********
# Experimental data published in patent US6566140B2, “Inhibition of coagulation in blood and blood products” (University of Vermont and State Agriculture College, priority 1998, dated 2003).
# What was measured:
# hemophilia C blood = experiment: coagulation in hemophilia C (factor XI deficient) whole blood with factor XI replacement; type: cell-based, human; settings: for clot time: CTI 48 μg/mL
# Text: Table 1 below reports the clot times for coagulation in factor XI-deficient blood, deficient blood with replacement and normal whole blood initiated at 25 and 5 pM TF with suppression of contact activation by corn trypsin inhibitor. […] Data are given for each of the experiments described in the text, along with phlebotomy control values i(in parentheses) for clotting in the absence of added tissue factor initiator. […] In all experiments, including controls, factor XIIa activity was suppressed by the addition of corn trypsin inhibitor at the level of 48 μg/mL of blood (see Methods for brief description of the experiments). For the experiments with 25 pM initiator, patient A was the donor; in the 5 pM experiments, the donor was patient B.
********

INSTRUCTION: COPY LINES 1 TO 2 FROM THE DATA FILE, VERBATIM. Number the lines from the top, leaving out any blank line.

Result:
# Experimental data published in patent US6566140B2, “Inhibition of coagulation in blood and blood products” (University of Vermont and State Agriculture College, priority 1998, dated 2003).
# What was measured: